A fellow motoring journalist once told me that the easiest way to hook up with a beautiful-but-materialistic woman is to show her your BMW i3 electric car.
I countered his argument by mentioning even rarer and more expensive classic cars. “Yes, yes, those are very pricey automobiles”, he replied. “But owning an i3 says that you have landed property. Period.”
He had a point there. An i3, despite its standard range extender, still needs a charging point, so it would only be practical if its owner stayed in a bungalow (good class or otherwise), with a porch for the BMW i Wallbox.
A Ferrari or Lamborghini owner could live in a condominium. But if the fellow decides to acquire an electric car, he would need landed property.
If you’re thinking that it should be easy to have a charging point installed in a condo, think again.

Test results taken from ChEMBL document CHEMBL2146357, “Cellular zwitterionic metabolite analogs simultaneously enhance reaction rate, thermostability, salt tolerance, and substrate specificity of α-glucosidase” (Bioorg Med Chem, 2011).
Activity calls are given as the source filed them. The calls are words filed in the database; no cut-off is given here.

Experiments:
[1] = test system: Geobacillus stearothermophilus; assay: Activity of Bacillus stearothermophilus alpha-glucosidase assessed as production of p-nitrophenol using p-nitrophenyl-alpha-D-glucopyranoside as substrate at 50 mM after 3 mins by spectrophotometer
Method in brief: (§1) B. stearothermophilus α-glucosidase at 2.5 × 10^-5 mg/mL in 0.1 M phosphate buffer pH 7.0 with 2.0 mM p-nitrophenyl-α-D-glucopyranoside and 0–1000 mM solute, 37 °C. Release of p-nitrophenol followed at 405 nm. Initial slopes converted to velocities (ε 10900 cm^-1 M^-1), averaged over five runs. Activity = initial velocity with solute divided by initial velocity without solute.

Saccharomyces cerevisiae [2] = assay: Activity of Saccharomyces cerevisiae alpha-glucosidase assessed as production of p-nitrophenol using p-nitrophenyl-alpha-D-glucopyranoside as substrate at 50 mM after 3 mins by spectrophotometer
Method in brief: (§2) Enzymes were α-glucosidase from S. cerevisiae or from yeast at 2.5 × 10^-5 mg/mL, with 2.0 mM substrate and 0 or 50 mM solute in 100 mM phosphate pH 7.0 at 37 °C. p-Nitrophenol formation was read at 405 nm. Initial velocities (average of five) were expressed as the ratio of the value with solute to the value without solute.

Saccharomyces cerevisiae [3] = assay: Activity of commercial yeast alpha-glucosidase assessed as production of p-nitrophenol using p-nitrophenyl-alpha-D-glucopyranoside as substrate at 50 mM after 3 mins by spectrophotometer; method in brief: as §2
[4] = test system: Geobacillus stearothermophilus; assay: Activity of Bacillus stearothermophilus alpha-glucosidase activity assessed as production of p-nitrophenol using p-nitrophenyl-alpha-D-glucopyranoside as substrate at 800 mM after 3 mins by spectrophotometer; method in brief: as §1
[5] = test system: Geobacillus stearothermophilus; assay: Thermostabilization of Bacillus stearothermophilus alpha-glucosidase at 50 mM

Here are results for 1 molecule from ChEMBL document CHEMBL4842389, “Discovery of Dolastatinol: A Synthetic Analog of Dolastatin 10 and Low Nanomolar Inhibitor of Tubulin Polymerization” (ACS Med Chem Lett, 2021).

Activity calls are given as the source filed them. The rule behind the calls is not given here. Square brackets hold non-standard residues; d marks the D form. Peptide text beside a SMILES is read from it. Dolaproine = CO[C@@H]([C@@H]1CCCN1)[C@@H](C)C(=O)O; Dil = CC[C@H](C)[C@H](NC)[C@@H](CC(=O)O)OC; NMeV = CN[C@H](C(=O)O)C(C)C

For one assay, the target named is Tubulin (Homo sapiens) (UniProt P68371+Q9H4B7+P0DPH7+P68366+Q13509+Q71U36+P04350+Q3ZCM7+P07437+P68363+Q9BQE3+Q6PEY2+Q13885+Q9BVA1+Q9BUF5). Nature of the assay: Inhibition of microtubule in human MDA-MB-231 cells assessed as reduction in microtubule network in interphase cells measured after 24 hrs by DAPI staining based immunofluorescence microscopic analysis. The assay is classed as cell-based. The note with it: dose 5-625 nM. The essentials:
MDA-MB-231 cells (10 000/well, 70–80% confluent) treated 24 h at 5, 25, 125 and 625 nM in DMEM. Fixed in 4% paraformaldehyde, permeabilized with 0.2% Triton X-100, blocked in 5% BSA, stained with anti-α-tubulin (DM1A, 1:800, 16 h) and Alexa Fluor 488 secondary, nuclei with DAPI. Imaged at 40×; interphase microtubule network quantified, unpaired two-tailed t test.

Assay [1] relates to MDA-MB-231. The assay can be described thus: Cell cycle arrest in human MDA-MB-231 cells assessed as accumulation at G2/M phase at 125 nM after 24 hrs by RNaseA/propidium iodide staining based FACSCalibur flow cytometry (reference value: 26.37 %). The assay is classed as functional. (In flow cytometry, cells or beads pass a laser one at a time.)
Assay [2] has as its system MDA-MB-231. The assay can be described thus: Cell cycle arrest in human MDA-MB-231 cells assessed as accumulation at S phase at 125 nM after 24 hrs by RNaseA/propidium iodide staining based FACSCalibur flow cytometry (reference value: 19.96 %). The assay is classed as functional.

Most condo residents took longer than HDB dwellers to get fibre broadband because management councils needed to approve the works required to bring fibre optic cables to residents’ doorsteps.
Now imagine how long it would take for these councils to have EV charging points installed in their private estates.
A few years ago, I had the chance to drive a Renault Fluence Z.E. and a Nissan Leaf. But because I live in an HDB flat, I was never going to be able to charge either vehicle in my estate’s multi-storey carpark.
So, I told (read: begged) our company’s head of security that I needed to chope the parking space in front of a particular vending machine for a week, because I needed the unused three-point socket beside it.
After moving the safety cone and parking the electric car, I would attach the charging cable and start recharging the ride. As I walked away, I’d say a silent prayer that nobody would sabo me and unplug the car in my absence.
Electric cars are touted as the vehicles of the future, but for practical reasons in Singapore, they’ll end up as electrical indulgences for well-heeled and eco-conscious drivers.